Bad Advice

Categories: Spaced City
Imagine you are a tourist here in town. You have a room at one of the seeming dozens of swanky new downtown hotels. You've been to the zoo and the museums and now you want to see what Houston's all about after dark, so you head over to the downtown visitor's center in city hall and pick up a few of the tourist brochures. I did just that the other day, minus the swanky downtown hotel bit. Here's what I found. In the winter edition of the official Houston visitor's guide, exactly one page is devoted to night life. The story opens by touting weekends downtown, where "on Friday and Saturday evenings Main Street is closed to cars between Congress and Capital [sic]." It recommends that you go to the Red Cat, Sambuca, the State Bar in the Rice Hotel, Market Square Grill, Flying Saucer and St. Pete's, which are all decent enough tips, as are the ones that tout Dean's, La Carafe, the Char Bar and Kenneally's. (You'd expect a publication published by noted tippler Jordy Tollett to have solid bar info.) Then the article gets weird

— in a section on dance clubs it recommends The Roxy, Hush and the Belvedere, all of which are at least five miles from downtown. Big Woodrow's is the only icehouse-type bar it steers you to. So there's no mention of Rudyard's, the West Alabama Ice House, Proletariat, Fitzgerald's, the Engine Room, Warehouse Live, the Meridian, Mink, the Mucky Duck, the Continental Club or any of Houston's other live music venues, or any of the nightclubs downtown. Worse, the short article is accompanied by a large, pleasant photograph of attractive people chillaxing at the 12 Spot. Which is nice, but I'm sad to say that the 12 Spot closed a couple of months ago.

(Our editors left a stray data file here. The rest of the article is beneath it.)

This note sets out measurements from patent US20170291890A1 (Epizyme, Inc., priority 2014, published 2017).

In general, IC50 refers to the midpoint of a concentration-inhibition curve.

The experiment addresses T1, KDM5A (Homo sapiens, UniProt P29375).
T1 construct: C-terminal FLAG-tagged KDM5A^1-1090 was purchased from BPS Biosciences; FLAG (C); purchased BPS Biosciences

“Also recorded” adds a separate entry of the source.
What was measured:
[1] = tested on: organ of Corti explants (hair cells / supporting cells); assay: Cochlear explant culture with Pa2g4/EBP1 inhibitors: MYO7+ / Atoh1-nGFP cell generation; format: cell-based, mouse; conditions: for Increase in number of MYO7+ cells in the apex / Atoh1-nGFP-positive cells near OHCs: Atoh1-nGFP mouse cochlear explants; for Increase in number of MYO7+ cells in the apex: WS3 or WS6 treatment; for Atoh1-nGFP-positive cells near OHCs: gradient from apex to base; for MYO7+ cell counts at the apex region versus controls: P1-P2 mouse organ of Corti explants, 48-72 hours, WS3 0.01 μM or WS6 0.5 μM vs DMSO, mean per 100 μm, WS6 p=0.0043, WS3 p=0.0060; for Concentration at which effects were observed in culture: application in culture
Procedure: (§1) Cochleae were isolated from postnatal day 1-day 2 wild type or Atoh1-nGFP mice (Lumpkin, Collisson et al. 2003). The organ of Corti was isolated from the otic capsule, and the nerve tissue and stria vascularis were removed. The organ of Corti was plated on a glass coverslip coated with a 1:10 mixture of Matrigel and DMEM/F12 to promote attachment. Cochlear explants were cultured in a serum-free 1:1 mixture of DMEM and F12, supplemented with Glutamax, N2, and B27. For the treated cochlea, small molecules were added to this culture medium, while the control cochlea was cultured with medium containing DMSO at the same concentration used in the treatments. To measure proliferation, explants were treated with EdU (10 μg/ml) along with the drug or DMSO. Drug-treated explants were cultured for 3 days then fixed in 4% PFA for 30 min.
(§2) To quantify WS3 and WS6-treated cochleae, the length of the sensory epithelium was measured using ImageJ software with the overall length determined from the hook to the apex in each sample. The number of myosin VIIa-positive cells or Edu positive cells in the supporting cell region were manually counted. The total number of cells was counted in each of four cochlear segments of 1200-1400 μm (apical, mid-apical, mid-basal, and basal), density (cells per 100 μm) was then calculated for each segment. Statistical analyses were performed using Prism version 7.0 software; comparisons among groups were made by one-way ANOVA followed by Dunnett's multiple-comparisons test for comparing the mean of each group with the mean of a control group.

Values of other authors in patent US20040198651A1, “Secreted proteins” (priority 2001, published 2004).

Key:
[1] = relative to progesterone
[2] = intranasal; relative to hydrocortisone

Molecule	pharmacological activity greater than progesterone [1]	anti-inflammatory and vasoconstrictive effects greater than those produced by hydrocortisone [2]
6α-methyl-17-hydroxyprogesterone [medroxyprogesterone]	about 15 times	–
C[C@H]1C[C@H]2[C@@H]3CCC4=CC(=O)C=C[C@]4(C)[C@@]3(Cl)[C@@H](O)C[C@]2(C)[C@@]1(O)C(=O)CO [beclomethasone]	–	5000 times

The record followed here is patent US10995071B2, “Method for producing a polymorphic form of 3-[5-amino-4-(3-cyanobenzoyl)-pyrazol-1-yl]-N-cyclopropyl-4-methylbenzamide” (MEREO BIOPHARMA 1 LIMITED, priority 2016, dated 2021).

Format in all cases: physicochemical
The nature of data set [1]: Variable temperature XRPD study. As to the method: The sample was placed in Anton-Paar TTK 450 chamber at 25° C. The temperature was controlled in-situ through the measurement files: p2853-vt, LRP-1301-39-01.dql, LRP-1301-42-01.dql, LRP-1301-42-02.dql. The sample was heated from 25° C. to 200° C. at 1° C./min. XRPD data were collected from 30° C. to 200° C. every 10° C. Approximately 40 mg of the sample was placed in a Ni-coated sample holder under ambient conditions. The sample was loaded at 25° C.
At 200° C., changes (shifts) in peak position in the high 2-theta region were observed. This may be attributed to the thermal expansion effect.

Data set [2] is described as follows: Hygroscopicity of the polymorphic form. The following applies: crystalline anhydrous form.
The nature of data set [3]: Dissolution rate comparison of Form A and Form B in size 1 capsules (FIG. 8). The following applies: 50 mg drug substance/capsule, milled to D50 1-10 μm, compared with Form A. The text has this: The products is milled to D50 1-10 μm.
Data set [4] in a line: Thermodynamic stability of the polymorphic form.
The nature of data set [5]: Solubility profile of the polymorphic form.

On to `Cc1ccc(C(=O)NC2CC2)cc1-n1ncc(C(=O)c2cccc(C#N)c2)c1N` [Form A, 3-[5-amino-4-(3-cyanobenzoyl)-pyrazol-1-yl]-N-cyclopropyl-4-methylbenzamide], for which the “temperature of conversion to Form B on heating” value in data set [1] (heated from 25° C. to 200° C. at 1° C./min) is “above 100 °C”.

All in all, it's a pretty underwhelming effort, especially when you consider that the publication devotes roughly four times the space to inane "Official Welcome" statements from the mayors of Houston, Webster, Galveston, Seabrook, Nassau Bay, Kemah, League City, and La Porte and the judges that run Harris and Fort Bend County. (Interesting factoid I learned from these: "Kemah" means "wind in my face" in some unspecified Indian language.)






Lame as the official visitor's guide is, it seems as clued-in and hip as DJ Ceeplus when you compare it to "Enjoy Houston, The Guidebook for Convention Delegates, Visitors, and Tourists." Believe you me, this little pamphlet is a corker. Under "Sights and Attractions," there's a puzzling, full-page profile of Sisters Morales, who despite the article's statement to the contrary, moved from here at least five years ago. I am totally at a loss to explain this article's placement here — I mean, if you are going to claim some non-local band as a Houston sight and/or attraction, why not aim higher and profile Radiohead or something?

I was enthused when I saw that this pamphlet devoted four pages to Houston entertainment, but my joy quickly transformed to dismay when I saw the offerings therein. There are 14 tips on the first page of the section, and they include a recommendation that you rent an ATV in Austin, enjoy fun in the sun at Schlitterbahn Galveston, or head down to the dog track in La Marque or Space Center Houston in Clear Lake. Are those attractions not far enough way? Then why not follow up on the pamphlet's tip and head over to the Isle of Capri casino in Lake Charles, Louisiana. (It also recommends Champps, Bayou Place, the Houston Ballet, Jillians, the Mezzanine, Pub Fiction, Tumbleweed Texas and La Bare.)

La Bare is hardly the only fleshpot with this pamphlet's seal of approval. In fact, the entire remaining three pages of the entertainment section are given over to huge ads for Cover Girls, Splendor, the Trophy Club, Centerfolds, the Gold Cup, Treasures, and Rick's Cabaret. And I guess that's only fair — everybody knows what conventioneers are like, and if there is one area in which Houston is indubitably world-class, it is as a jiggle joint Shangri-la.

So that's the city that the powers-that-be here are foisting off on visitors to Houston — a titty bar bonanza with no live music scene and so little, in fact, to recommend it that you might just as well head to Galveston, Austin or the shining city on a hill that is Lake Charles. -- John Nova Lomax



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